Redfield City Council discusses subsidizing Redfield Chamber, hears of Emerald Ash Borer problem that is expected to reach Redfield by 2029

Above, an Emerald Ash Borer beetle.

Redfield City Council discusses subsidizing Redfield Chamber, hears of Emerald Ash Borer problem that is expected to reach Redfield by 2029

By Shiloh Appel

During the Redfield City Council meeting held on Monday, January 7th, a couple of issues concerning Redfield's future were discussed. One of these was the current trajectory of the Redfield Chamber. Since June 5th, 2018, when the Redfield Area Chamber of Commerce held their annual meeting and Mayor Jayme Akin informed those in attendance that the Redfield City Council is considering using the $20,000 annual subsidy that is usually paid to the Chamber to create a new city position, the future of the Redfield Area Chamber of Commerce has been questioned.
However, during the January 7th meeting, Heidi Appel and Jerad Appel reported on the current state of the Chamber and handed out a plan to the Redfield City Council.
"This is the basics of the Chamber Strategic Plan," said Heidi Appel."It gives us some goals and objectives to meet in the next couple of years. That should give us some direction and bring some light back to the Chamber."
Jerad explained to the council that Heidi will no longer serve on the Chamber board due to the closing of her business. He said that Emily Rogers has taken her position on the board.
"But I told Heidi she can't leave. She still needs to come and help us," said Jerad.
Jerad went on to explain that he has been aiming to do  "the job that a director would do" by taking phone calls and planning to get things ready for summer. He also shared a few ideas.
"There are new businesses in town and the Chamber has not yet been in to say 'hi' and welcome them. There are businesses in town that have been here for 60 years and haven't seen the face of the Chamber for many of them. I would like to change that," said Jerad."If we could somehow [also] move the Chamber Director position down to the Park and Rec office."
"I don't want anyone here to feel like everything has already been decided. Nothing has been decided. It has only been a conversation," said Heidi, mentioning that in the event that the council did not agree with something, it could go back to the drawing board.
"In light of some other things that have come up, I think that maybe we also want to have further conversation about funding," she said.
Mayor Jayme Akin advised the council not to make a quick decision on whether or not to subsidize the Chamber.
"Maybe we need to sit down and have a little more in-depth discussion about it," said Akin."Maybe we can have Grow Spink and have a couple different people come in and have a discussion about what we are going to do. If not, then we just go ahead and take a vote on it tonight. We either subsidize the Chamber or we don't. But I think we need to talk about what our plan is moving forward."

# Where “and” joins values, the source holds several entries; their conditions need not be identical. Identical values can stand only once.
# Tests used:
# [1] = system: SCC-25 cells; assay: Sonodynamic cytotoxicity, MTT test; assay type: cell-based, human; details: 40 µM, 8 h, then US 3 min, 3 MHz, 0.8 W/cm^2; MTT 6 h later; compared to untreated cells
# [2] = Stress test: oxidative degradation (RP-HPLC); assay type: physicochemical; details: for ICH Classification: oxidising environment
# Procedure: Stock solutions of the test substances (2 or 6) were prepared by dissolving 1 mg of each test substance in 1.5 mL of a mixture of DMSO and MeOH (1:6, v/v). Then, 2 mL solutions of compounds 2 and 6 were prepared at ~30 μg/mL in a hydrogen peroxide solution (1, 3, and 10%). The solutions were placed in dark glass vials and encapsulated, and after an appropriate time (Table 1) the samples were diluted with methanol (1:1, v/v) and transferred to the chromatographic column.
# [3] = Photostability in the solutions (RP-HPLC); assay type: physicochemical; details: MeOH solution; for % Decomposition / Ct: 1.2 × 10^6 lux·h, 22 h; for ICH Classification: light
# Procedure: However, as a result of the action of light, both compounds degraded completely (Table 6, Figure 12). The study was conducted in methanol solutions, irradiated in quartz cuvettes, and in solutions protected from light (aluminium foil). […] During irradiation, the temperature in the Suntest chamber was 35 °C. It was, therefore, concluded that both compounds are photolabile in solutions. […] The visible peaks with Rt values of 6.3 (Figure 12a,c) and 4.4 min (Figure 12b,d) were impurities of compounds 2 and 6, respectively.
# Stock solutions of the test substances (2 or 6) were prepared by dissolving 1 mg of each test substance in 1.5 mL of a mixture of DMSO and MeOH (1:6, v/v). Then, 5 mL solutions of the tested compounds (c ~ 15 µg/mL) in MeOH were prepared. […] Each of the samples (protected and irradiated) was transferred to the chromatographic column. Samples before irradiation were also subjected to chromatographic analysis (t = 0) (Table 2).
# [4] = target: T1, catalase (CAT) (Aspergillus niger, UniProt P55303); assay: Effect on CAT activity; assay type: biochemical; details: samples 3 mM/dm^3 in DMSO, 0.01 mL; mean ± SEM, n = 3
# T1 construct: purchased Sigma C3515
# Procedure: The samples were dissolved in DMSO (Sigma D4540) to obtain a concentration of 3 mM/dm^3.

The council decided to meet in a work session on Monday evening, January 14th, at 7p.m., to further discuss the topic. No final decision was made during the work session.
Another issue that was brought up during the January 7th meeting was the expected infestation of the Emerald Ash Borer, a green jewel beetle that feeds on and kills ash trees. Dennis Clemens, representing the Spink Conservation District, addressed the city council concerning the problem.
"As I am sure most of you know, the Emerald Ash Borer is in South Dakota. They predict it is going to move a lot like the Dutch Elm disease did, which will probably put it here [in Spink County] in 8 to 10 years and it will probably be here three to four years before we find it. That is just the way the bug works," said Clemens."They can be treated, but it is very expensive and it doesn't do any good to treat it until the worm is actually here.You have to treat it every year or every two years and it is around a couple hundred dollars per tree."
Clemens urged the city council to take action in creating a plan.
"Once it gets here — once the trees become infected and die from this, they are terrible to remove. They don't come down in one piece. They come down in pieces and fall apart everywhere. They are very dangerous. It dries them out so quick that it is terrible to deal with, so the best thing to do is get ahead of it," said Clemens.
The council discussed removing current ash trees and replacing them with other varieties.
"Diversity is the biggest thing [in planting new trees]," said Clemens."You don't want a bunch of one type of tree. Then a different disease comes along and wipes out an entire species."
Clemens also said that a quarantine would be put in place when the Emerald Ash Borer is found.
"They will quarantine an area. Those trees will have to be removed from that area, so you will have to have a place to put them trees and then destroy them at a later date," said Clemens.
Other things that were discussed during the meeting included the annual Auto Value Car Show, which will take place on July 13th this year, and the R&A Taxi Company. Mario Hansen gave an update to the council on the car show and Angelina Olsen gave an update to the council on the R&A Taxi Company, which has expanded to serve both Redfield and Aberdeen. The council approved the car show and the renewal of R&A Taxi Company's business license.
Several subsidies were listed under new business during the meeting, including the Family Crisis Center subsidy, the Redfield Sr. Center subsidy, a recruitment subsidy and the Spink County Transit subsidy, all of which were approved by the council.
The next council meeting will take place on Monday, January 21 at 7p.m.


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